You are Falsely Accused

Wrongful arrests or false accusations commonly arise in domestic violence (DV) cases. You find that after you have disagreed with your spouse, they can go to the police and wrongfully report that you have abused them, and when they tried to call the police, you threatened them with more harm. Under these circumstances, you will be falsely charged with victim dissuasion.

A profound attorney will evaluate your case and conduct an independent investigation to find enough evidence to point out the accusation’s inveracity at trial.

Inadequate Evidence

In criminal cases, the prosecutor is required to establish all necessary facts and satisfy the evidentiary standard with reasonable certainty or doubt. Every component of the count must be supported by adequate evidence. The elements of interfering with a witness cannot be proven by the DA to the required standard if there is insufficient evidence. The prosecutor will then be forced to accept a plea deal after your attorney challenges the evidence they have presented. The deal involves agreeing to plead guilty or no contest to a lesser charge in exchange for dismissing the PEN 136.1 violation charges.

Police Misconduct

Police work under strict rules and regulations when making an arrest or conducting an investigation. Unfortunately, these officers violate your rights by failing to follow the legal procedures. Common police misconduct includes wrongful detention, unlawful arrest, questioning, and denial of your right to legal counsel. When police violate your rights during investigations, all the evidence obtained illegally should be removed from the case, leaving the prosecutor with weak charges. If this happens, you force them to agree to drop the charges or offer a plea agreement where you plead guilty to a lesser crime for a favorable sentence.

Therefore, when consulting with your attorney, do not forget to mention that you think or are convinced that the arresting officer violated your human rights. If you do this, your attorney will file a motion to suppress so that the proof obtained illegally can be excluded from the case.

Crimes Relating to Witness/Victim Dissuasion

Several offenses are closely related or can be charged alongside witness or victim tampering. These offenses are:

1.  Criminal Threats

Per PEN 422, it is illegal to threaten someone else with immediate harm or death. To gain a conviction in these cases, the prosecutor must demonstrate that:

  • You willfully threatened to harm or kill someone else
  • Your desire at the time was to communicate the written, oral or electronic threats
  • The threats were unequivocal, specific, and unconditional
  • The supposed victim sensibly feared for their safety and the security of their immediate family

Even if you communicate these threats through someone else, you will still be guilty of a PEN 422 violation.

Like witness dissuasion, the criminal threat offense is a wobbler. A misdemeanor PEN 422 violation is punishable by at least twelve months in jail in Los Angeles County or monetary court fines not exceeding $1,000. A felony sentence, on the other hand, attracts at most thirty-six months of prison incarceration or a court-imposed fine of at most $10,000.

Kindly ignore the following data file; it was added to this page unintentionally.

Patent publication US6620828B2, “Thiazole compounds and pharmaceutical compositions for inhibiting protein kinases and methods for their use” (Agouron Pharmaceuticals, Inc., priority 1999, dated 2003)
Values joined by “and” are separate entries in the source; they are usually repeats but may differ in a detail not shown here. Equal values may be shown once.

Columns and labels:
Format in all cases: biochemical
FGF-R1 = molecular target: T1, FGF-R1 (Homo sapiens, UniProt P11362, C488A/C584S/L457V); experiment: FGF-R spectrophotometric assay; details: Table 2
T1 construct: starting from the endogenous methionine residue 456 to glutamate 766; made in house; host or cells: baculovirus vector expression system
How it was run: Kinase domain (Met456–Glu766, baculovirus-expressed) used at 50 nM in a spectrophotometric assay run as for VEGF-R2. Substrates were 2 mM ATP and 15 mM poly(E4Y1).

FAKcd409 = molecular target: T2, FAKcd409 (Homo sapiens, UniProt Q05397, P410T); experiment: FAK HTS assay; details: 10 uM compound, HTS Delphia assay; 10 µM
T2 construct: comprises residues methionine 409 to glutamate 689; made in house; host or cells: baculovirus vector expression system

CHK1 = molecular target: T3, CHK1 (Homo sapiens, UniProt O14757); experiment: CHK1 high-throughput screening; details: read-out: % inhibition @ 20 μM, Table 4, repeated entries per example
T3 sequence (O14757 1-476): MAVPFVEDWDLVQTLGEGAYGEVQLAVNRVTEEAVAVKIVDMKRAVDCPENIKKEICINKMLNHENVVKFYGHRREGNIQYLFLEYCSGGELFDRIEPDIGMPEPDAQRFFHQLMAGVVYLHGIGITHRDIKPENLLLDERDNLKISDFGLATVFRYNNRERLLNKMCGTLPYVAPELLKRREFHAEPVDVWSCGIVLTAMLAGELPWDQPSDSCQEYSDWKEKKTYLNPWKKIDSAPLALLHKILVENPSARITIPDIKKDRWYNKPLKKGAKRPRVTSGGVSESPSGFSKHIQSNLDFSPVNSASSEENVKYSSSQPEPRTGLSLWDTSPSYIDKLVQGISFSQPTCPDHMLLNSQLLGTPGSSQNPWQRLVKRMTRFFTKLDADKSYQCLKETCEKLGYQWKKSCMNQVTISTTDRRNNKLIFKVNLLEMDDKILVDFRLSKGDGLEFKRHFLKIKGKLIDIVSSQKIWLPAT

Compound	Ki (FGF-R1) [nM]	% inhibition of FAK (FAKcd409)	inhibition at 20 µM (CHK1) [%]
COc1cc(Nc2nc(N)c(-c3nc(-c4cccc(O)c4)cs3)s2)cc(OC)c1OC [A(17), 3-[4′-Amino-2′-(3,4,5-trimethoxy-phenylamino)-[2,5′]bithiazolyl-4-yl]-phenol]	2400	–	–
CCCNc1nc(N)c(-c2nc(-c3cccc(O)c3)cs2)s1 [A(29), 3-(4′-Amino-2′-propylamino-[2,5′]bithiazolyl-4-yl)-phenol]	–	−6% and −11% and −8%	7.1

2.  False Imprisonment

Per PEN 236, violating another person’s right to liberty is a crime by restraining, confining, or detaining them without your consent. The crime must be carried out through force or intimidation. When you hold or sequester the victim in a room to keep them from reporting a crime, you are engaging in false imprisonment, which is connected to witness tampering. When this is the case, the prosecutor will charge you with both witness dissuasion and false imprisonment. They do this so that if one of the charges has weak evidence to gain a conviction, they can drop it and be left with a more substantial charge.

When charged with PEN 236 alongside or in place of a PEN 136.1 violation, the prosecutor must illustrate that:

  • You restrained or confined another party without their permission
  • The confinement caused the victim to remain or be moved to a different location for some time, no matter short
  • You did so against the victim’s will
  • The victim obtained injuries, regardless of the extent
  • Your behavior contributed significantly to the victim’s injuries

A PEN 235 contravention is a wobbler whose misdemeanor sentence attracts no more than twelve months in jail or fines of $1,000. A felony sentence is punishable by incarceration of at most three years.

3.  Kidnapping Under PEN 207

Kidnapping is the forceful moving of a person over a particular distance, no matter how short it is, without consent. Furthermore, you must accomplish these actions through restraint, violence, or threats. The prosecutor would charge you with kidnapping instead of witness tampering if you attempted to dissuade a witness by kidnapping. Under these circumstances, the charges against you will be raised to aggravated kidnapping. Other aggravating aspects are:

  • Kidnapping someone 14 or younger
  • Holding someone at ransom
  • When the kidnapped individual obtains severe injuries
  • When you kidnap someone during the commission of a carjacking

Whether or not your PEN 207 violation aggravates circumstances will determine the appropriate punishment. Without aggravating factors, the maximum sentence for kidnapping is eight years in state prison and $10,000 in fines.

You can defend yourself against the accusations by asserting that the alleged victim authorized your behavior. If they did not act out of coercion or fear, your actions do not amount to coercion.

Find an Experienced Violent Crimes Attorney Near Me

Because facing criminal charges for intimidating a witness can be very stressful, you should only entrust a criminal defense attorney to represent you in court. Protect your freedom and interests by speaking to the Los Angeles Criminal Attorney today at 424-333-0943. Our legal team will develop effective defense strategies based on your case.